I Will Never See the World Again - Ahmet Altan (Granta): What many are forgetting in the noise surrounding the Saudi regime's butchery of Jamal Khashoggi is that Erdogan's Turkey is not a utopia for journalists either.
From a four-metre jail cell, writer Ahmet Altan pens this memoir reflecting on the trumped-up life sentence he is serving (for supposedly "sending subliminal messages" during the 2016 coup attempt) and the new value he now places on language and literature. Could be seismic.
Tunnel Vision - Kevin Breathnach (Faber): Hailed by Sally Rooney as "one of the most interesting writers working in Ireland today", Breathnach presents his debut collection of essays, ruminations and criticism. Hopefully this will back-up those murmurs of a white-hot talent in our midst.
The Little Book of Planting Trees - Max Adams (Head of Zeus): Trees, glorious trees - it's never been more important to plant them. When the hour comes for you to do so, this pocket guide to what they need to flourish looks like an invaluable source of tips and advice.
The Nocturnal Brain - Guy Leschziner (Simon & Schuster): Nightmares, neuroscience and the secrets of slumber are present and tucked-in for this journey through the land of nod from UK neurologist Dr Guy Leschziner.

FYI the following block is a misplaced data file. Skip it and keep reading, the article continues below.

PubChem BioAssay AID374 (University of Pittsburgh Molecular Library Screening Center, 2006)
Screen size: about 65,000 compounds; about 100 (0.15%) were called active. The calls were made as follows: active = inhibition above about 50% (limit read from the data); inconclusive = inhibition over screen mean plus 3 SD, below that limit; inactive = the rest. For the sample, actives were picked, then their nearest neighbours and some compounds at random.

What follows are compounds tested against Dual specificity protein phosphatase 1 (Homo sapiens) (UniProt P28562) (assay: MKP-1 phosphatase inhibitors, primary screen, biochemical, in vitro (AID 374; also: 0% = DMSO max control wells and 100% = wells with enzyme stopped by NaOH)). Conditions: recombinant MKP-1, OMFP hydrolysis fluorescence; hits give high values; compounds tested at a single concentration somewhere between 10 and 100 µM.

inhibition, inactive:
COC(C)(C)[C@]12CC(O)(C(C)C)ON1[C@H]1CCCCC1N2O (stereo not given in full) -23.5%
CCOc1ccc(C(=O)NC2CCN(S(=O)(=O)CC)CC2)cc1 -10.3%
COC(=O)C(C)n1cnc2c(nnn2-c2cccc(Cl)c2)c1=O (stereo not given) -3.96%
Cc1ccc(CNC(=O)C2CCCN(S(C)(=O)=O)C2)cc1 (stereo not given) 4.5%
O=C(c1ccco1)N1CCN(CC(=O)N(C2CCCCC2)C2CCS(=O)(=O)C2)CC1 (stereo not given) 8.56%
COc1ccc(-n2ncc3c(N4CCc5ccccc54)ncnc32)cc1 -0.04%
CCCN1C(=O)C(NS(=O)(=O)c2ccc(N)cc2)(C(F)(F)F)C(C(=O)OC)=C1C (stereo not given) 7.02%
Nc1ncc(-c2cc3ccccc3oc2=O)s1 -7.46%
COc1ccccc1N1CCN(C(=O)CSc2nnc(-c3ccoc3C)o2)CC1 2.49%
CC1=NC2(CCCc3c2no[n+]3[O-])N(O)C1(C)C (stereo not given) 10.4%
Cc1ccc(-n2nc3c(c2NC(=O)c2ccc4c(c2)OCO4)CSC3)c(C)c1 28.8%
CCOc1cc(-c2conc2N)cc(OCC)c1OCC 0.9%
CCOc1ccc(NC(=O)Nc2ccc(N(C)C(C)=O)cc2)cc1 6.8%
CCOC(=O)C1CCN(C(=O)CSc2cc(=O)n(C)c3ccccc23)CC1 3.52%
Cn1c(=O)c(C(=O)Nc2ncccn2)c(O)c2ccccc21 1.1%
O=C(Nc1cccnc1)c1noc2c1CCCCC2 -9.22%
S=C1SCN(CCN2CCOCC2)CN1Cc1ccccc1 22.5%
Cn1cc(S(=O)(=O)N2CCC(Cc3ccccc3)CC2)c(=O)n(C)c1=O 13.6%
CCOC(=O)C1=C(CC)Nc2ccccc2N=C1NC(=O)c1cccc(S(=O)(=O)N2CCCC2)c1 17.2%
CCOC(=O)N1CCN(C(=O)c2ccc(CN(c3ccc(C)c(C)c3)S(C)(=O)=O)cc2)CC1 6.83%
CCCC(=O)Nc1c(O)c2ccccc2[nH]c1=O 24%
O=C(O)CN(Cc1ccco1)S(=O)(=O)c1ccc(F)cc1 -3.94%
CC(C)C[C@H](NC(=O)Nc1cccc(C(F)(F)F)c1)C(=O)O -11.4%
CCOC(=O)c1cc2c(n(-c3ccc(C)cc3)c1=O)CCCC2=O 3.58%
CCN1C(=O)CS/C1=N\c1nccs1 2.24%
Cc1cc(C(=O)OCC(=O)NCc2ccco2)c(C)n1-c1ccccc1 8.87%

I Talk Too Much - Francis Rossi & Mick Wall (Constable): Arguably the most enduring one-trick pony in British rock, Status Quo still shifted over 100 million records in their time, something unimaginable in today's music landscape. In this autobiography (penned with legendary rock hack Mick Wall), Quo linchpin Rossi details the thrills, spills, and self-inflicted ills of the denim-clad boogie rockers.
Syria's Secret Library - Mike Thomson (W&N): One of the greatest victims of war is knowledge and truth. This was understood by residents in the besieged Syrian town of Darayya who clung to hope by maintaining a secret underground library of some 14,000 books. In the hands of acclaimed BBC war correspondent Thomson, this is unlikely to be anything other than inspirational.
Planets - Prof Brian Cox and Andrew Cohen (William Collins): Celebrity boffin and supposed heir to Attenborough (according to Attenborough himself), Cox has brought the galaxy down to ground level for a whole generation via twinkly smiles and Mancunian humility. This latest offering looks to bring a dramatic family narrative to the saga of our celestial neighbours.